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Trainer who threatened to administer electric shocks is banned




It’s always sad to discover that racehorse trainers have been employing dubious methods to enhance the performance of their horses. But these days, the authorities are on the case and it is hard to get away with cheating. Australian trainer Ben Currie has found himself charged with fraud by police having allegedly been engaged in doping. He had already been banned for threatening to use electric shock treatment!

This is clearly a man with no morals who will try anything to get ahead of the game.

 

Crooked trainer caught by his own texts


had been banned for four-and-a-half years in May after an investigation by the . He was charged with improper action relating to the use of electric shock devices which are sometimes referred to as jiggers. These are known to improve equine performance. The Commission had intercepted the trainer’s text messages in which he threatened to use the devices.

Rehoming the horses


Stewards directed Mr Currie to feed, water and care for his horses, exercising them by hand walking or on a walking machine before finding new trainers for them. He was given a deadline before which he had to remove all horses from his care. New trainers had to be approved by stewards of the Queensland Racing Integrity Commission.

Currie’s four-year ban was the same penalty that has been handed out to Victoria’s leading trainer Darren Weir in February after he was found guilty of possession of electronic devices.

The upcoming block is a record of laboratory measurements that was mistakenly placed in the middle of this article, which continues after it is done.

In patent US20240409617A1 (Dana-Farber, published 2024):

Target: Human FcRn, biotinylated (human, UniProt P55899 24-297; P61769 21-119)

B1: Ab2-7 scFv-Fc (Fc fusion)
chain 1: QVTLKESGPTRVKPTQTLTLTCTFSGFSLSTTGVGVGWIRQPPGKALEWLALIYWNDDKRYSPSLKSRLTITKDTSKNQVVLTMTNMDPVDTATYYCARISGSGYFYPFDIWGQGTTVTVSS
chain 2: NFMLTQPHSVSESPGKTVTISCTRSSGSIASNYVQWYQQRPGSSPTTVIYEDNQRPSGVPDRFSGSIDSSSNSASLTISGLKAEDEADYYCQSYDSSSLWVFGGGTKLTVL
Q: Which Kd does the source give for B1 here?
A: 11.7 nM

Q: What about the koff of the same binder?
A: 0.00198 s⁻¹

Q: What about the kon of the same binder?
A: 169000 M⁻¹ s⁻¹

Currie tweeted that he would prove his innocence, but things were about to get worse for him.

Doping charges


After instituting the ban, the Commission then examined claims that Currie had been involved in administering banned substances to horses. The horse supplements he was claimed to have used have been designed to enhance race performance while circumventing current testing methodology in Queensland thoroughbred racing. How sneaky!

After a 14-month investigation conducted by the Queensland Police Racing Crime Squad, Currie was charged with aggravated fraud. The charges related to the horses in 2015 and in 2016, when Mr Currie was their trainer.

The Racing Integrity Commission responded with a further ban. He is now serving a seven-and-a-half-year ban from racing and he is only 28 years-old!

Court appearance to answer charge


Currie will appear in court in July to answer the fraud charge. The Racing Crime Squad’s case will be bolstered by technical advice from the Racing Science Centre’s chemists. It is hard to see how Currie could ever work as a trainer again after these sorry episodes.

Currie had been a rising star, having burst onto the scene with a breakthrough season in 2016-17. He had trained a total of 663 winners since his first success with in 2010 and accrued almost A$13,000,000 in prize-money. He is now in disgrace and it is hard to imagine that the police would have proceeded to court if they weren’t comfortable that they had sufficient evidence to make the charge stick.

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